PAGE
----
Sahel: Art and Empires on the Shores of the Sahara

This pioneering exhibition of 200 works includes sculptures, fabrics, and some manuscripts, supplemented with detailed maps, useful captions, a massive catalogue, and a video.

School Photos and their Afterlives

Weems’s installation conveys the central insight of this exhibition: school photographs are techniques of power that subject individuals and groups to the ideological projects of state and empire. To that end, the curators combine displays of archival school photographs from Europe, the United States, and their colonies with works by contemporary artists, like Weems, who exploit the genre.

LaToya Ruby Frazier

Frazier elaborates on the wrenching decisions people were forced to make with 67 gelatin silver photographs, accompanied by interviews and mounted on a bright red paneled truss that stamps up and down like an assembly line. The narrative progression isn’t strict, but the distance from which you view it is: there’s no more than three feet between each panel, and weaving between the photos feels relentless, like going door to door to families jam-packed in “purgatory,” waiting without pay to be transferred, as local United Automobile Workers (UAW) union President David Green put it.

Marino Marini: Arcadian Nudes

The exhibition is an eye-opener, in part because, quite as Marini had feared, this kind of thing just isn’t done anymore. These figures come to us from another world, although it really wasn’t so long ago. We are now accustomed to objects that are just that, but here every “piece” is a person.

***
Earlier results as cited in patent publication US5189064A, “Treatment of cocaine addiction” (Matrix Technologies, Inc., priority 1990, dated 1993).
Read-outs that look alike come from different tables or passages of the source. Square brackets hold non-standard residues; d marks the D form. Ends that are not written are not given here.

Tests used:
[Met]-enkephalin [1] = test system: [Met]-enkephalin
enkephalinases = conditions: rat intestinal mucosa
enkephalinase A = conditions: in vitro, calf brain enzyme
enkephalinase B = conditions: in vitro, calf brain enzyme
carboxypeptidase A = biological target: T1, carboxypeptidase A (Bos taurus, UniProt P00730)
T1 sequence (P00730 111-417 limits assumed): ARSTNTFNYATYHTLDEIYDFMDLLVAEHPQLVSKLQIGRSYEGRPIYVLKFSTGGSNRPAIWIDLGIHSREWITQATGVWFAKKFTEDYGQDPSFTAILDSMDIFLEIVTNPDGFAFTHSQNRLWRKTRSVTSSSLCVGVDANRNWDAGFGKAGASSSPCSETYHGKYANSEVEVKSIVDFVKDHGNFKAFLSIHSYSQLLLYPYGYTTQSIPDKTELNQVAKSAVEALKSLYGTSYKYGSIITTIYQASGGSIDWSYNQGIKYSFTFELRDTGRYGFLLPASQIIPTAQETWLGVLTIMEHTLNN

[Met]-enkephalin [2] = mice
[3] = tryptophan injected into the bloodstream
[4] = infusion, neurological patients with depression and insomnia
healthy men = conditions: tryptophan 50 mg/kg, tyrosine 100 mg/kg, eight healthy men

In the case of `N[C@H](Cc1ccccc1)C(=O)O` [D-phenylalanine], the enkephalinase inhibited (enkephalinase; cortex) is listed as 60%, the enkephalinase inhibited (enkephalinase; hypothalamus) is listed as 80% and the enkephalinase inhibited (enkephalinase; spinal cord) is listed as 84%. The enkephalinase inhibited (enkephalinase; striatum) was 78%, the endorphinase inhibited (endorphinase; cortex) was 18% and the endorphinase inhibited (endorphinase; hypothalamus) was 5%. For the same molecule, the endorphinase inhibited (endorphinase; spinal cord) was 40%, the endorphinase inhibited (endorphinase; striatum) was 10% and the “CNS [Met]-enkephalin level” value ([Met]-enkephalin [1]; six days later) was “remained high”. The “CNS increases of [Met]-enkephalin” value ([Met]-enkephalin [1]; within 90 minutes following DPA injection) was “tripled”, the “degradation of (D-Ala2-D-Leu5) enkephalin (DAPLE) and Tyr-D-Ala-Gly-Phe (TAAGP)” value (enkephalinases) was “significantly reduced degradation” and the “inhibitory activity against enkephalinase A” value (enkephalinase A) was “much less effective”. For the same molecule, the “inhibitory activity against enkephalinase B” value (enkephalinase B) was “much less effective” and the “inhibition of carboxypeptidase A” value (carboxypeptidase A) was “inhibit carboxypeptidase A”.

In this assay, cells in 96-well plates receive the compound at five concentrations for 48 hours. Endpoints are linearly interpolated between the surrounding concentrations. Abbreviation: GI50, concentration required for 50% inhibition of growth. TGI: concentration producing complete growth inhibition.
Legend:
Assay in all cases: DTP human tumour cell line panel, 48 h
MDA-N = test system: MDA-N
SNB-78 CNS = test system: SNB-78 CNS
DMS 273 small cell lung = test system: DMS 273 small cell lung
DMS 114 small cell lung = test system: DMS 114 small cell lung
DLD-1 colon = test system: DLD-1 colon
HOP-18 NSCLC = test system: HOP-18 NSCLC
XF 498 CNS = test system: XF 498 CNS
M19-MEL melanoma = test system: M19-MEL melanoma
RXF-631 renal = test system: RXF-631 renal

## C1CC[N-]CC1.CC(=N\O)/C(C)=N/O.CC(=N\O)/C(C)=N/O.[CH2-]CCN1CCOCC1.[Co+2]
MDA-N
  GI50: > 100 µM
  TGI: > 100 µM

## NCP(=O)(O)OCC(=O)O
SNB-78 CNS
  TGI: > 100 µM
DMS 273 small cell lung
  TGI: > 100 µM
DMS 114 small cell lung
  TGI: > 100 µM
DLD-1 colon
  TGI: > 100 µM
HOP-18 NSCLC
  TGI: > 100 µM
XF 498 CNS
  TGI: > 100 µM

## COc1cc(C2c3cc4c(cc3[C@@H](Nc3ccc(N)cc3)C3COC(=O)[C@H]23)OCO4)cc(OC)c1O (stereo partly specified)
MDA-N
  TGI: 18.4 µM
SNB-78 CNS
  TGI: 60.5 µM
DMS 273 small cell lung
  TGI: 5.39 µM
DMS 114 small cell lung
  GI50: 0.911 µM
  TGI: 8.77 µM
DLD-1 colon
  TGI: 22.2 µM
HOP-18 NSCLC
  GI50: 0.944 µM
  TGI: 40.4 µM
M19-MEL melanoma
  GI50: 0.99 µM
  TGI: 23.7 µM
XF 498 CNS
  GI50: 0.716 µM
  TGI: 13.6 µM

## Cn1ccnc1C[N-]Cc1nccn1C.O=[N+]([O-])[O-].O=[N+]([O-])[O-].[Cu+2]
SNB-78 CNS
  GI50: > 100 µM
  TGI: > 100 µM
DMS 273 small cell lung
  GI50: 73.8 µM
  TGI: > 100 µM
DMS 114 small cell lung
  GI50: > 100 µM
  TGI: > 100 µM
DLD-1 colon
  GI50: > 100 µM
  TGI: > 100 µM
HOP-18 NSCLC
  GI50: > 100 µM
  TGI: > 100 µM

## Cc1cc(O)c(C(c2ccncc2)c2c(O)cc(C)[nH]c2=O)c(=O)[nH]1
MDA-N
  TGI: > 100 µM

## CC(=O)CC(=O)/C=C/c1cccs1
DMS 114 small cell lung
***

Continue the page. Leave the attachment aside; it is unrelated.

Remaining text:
Stephen Kaltenbach: The Beginning and the End

This exhibition is not quite a retrospective, as Kaltenbach’s career has not quite taken a conventional path. Rather, as the show’s name insists, Lewallen and Mann have selected works from the beginning of Kaltenbach’s career and from its alleged end—a nod perhaps to the conclusion, with this exhibition, of the artist’s self-imposed exile from the art world at large.

Celebrating 25 Years of Project 59: Irina Danilova

Celebrating 25 Years of Project 59, is a retrospective of Irina Danilova’s longitudinal commitment to a multidisciplinary art that employs a stranger’s instinct for the unnoticed. Applying methodologies cobbled from science and art, but independent of either’s restricting imperatives, Danilova delves into the ordinary and the incidental to create a parallel narrative of her unusually busy life.

Michele Zalopany: Nānā i Ke Kumu ‘Pay Attention To The Source’

Zalopany is a master of pastel drawing, an artform usually associated with French masters like Jean-Baptiste Siméon Chardin, Edgar Degas, and the American Mary Cassatt. While many artists work from photographic and archival material, the artist’s images of native Hawaiians resonate because they are part of a personal journey to recover a culture destroyed by missionaries and colonial exploitation.

Gothic Spirit: Medieval Art from Europe

Can medieval art find a niche in the contemporary art world? Gothic Spirit: Medieval Art from Europe organized by London dealer Sam Fogg and now on view at Luhring Augustine embraces this question.

Alfred Jarry: The Carnival of Being